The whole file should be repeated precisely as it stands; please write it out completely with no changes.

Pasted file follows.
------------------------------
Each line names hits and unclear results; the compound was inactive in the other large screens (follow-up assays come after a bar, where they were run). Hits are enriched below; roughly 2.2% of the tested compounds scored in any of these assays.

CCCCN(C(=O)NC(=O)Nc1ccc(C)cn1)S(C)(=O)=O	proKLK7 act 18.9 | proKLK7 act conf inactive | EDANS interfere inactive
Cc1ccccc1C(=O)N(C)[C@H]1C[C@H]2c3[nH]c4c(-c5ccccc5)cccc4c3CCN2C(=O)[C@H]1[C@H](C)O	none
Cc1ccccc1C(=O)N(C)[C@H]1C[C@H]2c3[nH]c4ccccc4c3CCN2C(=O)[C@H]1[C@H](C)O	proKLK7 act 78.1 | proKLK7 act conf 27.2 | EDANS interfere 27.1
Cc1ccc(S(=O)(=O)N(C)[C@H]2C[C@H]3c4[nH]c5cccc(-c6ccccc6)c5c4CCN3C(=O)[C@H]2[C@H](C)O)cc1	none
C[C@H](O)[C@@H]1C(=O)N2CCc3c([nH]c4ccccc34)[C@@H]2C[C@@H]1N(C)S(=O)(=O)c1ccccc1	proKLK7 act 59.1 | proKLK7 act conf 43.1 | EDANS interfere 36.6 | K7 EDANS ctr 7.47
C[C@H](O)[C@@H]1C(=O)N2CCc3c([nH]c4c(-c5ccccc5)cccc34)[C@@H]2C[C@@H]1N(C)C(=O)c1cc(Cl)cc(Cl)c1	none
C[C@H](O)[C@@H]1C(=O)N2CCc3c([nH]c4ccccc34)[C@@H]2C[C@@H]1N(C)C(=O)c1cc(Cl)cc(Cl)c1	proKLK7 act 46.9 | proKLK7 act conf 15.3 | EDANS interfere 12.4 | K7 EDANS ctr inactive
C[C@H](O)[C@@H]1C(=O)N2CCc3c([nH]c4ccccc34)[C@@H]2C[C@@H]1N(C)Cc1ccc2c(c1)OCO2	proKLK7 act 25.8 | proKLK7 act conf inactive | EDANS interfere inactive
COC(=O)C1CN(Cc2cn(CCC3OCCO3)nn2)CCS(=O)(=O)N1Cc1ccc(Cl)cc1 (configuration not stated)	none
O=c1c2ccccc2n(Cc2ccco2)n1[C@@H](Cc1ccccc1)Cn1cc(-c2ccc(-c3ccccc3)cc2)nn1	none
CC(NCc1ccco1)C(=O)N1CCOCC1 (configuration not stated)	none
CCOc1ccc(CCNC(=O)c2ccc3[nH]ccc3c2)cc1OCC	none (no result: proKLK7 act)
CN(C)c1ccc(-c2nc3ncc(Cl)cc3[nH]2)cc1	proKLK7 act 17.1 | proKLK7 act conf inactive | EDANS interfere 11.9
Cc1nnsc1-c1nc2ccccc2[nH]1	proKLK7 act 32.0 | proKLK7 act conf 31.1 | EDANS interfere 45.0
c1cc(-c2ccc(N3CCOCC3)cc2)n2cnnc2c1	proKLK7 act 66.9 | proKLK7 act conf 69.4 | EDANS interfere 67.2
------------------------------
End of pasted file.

Each line names hits and unclear results; the compound was inactive in the other large screens (follow-up assays come after a bar, where they were run). Hits are enriched below; roughly 2.2% of the tested compounds scored in any of these assays.

CCCCN(C(=O)NC(=O)Nc1ccc(C)cn1)S(C)(=O)=O	proKLK7 act 18.9 | proKLK7 act conf inactive | EDANS interfere inactive
Cc1ccccc1C(=O)N(C)[C@H]1C[C@H]2c3[nH]c4c(-c5ccccc5)cccc4c3CCN2C(=O)[C@H]1[C@H](C)O	none
Cc1ccccc1C(=O)N(C)[C@H]1C[C@H]2c3[nH]c4ccccc4c3CCN2C(=O)[C@H]1[C@H](C)O	proKLK7 act 78.1 | proKLK7 act conf 27.2 | EDANS interfere 27.1
Cc1ccc(S(=O)(=O)N(C)[C@H]2C[C@H]3c4[nH]c5cccc(-c6ccccc6)c5c4CCN3C(=O)[C@H]2[C@H](C)O)cc1	none
C[C@H](O)[C@@H]1C(=O)N2CCc3c([nH]c4ccccc34)[C@@H]2C[C@@H]1N(C)S(=O)(=O)c1ccccc1	proKLK7 act 59.1 | proKLK7 act conf 43.1 | EDANS interfere 36.6 | K7 EDANS ctr 7.47
C[C@H](O)[C@@H]1C(=O)N2CCc3c([nH]c4c(-c5ccccc5)cccc34)[C@@H]2C[C@@H]1N(C)C(=O)c1cc(Cl)cc(Cl)c1	none
C[C@H](O)[C@@H]1C(=O)N2CCc3c([nH]c4ccccc34)[C@@H]2C[C@@H]1N(C)C(=O)c1cc(Cl)cc(Cl)c1	proKLK7 act 46.9 | proKLK7 act conf 15.3 | EDANS interfere 12.4 | K7 EDANS ctr inactive
C[C@H](O)[C@@H]1C(=O)N2CCc3c([nH]c4ccccc34)[C@@H]2C[C@@H]1N(C)Cc1ccc2c(c1)OCO2	proKLK7 act 25.8 | proKLK7 act conf inactive | EDANS interfere inactive
COC(=O)C1CN(Cc2cn(CCC3OCCO3)nn2)CCS(=O)(=O)N1Cc1ccc(Cl)cc1 (configuration not stated)	none
O=c1c2ccccc2n(Cc2ccco2)n1[C@@H](Cc1ccccc1)Cn1cc(-c2ccc(-c3ccccc3)cc2)nn1	none
CC(NCc1ccco1)C(=O)N1CCOCC1 (configuration not stated)	none
CCOc1ccc(CCNC(=O)c2ccc3[nH]ccc3c2)cc1OCC	none (no result: proKLK7 act)
CN(C)c1ccc(-c2nc3ncc(Cl)cc3[nH]2)cc1	proKLK7 act 17.1 | proKLK7 act conf inactive | EDANS interfere 11.9
Cc1nnsc1-c1nc2ccccc2[nH]1	proKLK7 act 32.0 | proKLK7 act conf 31.1 | EDANS interfere 45.0
c1cc(-c2ccc(N3CCOCC3)cc2)n2cnnc2c1	proKLK7 act 66.9 | proKLK7 act conf 69.4 | EDANS interfere 67.2